You’re an Integrated Producer

Yeah, it basically means that I try to work a little more directly with brands themselves rather than going through agencies as much, though I still work plenty with my agency folks. Brands have all sorts of uses for music….There’s a lot of [new media] content being created by these brands, so it’s been really interesting and challenging.I’ve had to use all those same things that I try to tell everybody about in a pretty new way and on a new sort of target. I was doing the same thing for a long time and talking to the same people, and while I still deal with them for other reasons with the company, my actual targets are people I’ve never met before

You answered a couple of the questions in one there, it does flow like a natural conversation.


So you already told me what you do, and I feel like you sort of answered this too, but how do you like it there ?

Oh I love it. It’s great because it’s new, it’s challenging, the people are wonderful. What I realized about Imagem was that, Imagem is a really pretty progressive music publisher; they really did a lot of forward thinking stuff. It still just felt like you were 15 years behind working at that company so these kind of more independent companies, I’ve found at least, they’re kind of a little more progressive. So it’s nice to be with people who have that kind of mindset, you know this is what we do, how do we expand it, a sort of step by step process of what can we do that we’re not doing now?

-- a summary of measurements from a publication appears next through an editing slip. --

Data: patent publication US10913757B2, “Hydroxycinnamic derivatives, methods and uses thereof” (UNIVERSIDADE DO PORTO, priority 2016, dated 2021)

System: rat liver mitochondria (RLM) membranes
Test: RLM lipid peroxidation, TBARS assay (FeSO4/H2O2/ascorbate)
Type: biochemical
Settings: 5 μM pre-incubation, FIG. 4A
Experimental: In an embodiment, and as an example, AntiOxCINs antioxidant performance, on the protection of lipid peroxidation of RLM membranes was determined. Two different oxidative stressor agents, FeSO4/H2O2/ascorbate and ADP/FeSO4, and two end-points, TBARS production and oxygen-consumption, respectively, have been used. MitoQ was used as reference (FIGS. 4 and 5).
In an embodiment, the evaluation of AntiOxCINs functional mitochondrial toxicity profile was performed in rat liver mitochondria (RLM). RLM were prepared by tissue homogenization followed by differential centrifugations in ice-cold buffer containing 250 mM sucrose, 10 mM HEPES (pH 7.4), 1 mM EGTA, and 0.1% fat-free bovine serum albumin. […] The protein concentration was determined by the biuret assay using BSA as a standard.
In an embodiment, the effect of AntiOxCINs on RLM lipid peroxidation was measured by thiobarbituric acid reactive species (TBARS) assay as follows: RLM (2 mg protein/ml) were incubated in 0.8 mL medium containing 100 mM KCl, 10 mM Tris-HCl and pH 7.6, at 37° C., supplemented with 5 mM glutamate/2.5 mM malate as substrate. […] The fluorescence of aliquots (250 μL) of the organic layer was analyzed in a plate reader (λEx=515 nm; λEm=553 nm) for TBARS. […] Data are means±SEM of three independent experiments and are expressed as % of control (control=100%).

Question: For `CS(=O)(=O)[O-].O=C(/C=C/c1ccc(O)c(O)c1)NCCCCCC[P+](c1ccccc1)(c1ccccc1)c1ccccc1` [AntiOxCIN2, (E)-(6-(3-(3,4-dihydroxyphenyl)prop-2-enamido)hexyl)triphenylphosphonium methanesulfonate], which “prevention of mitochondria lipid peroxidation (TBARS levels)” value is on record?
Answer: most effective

So are you sitting at a desk all day?

No! well, yeah, I sit at a desk a lot of the day, but you know, I’m trying to set up a lot of meetings and meet people. I have to come in and work on pitches and I put together slide projects a lot and stuff. There’s administrative stuff to be sure but if I’m doing a good job I’m getting meetings with people which is really really hard and takes a lot of time

You’re building relationships. Wow, that was fast, these questions are great. So the last one is, what are you working on right now?

Oh! What did I do today? Today I had a call with a really nice guy at Harman  which is the umbrella company for Harman Kardon, JBL, Infinity, a couple of other audio houses. He is responsible for the artist partnerships that Harman does. He’s a long term record label guy, his job is to reach out to artists. I think his most recent one was with JLO, they go to the artist and they say hey we’ve got this product we think you would be great let’s chat and see if we can make a partnership work. I spoke with him today and I’ll spend the rest of the week working up a little pitch for him.

Tune in tomorrow for the rest of my interview with Andy!

1 comment

  1. Commercial music? Brands? You mean, music for commercials to sell products? Seems like that might be a high stress, competitive kind of job. Glad someone likes doing it!

Comments are closed.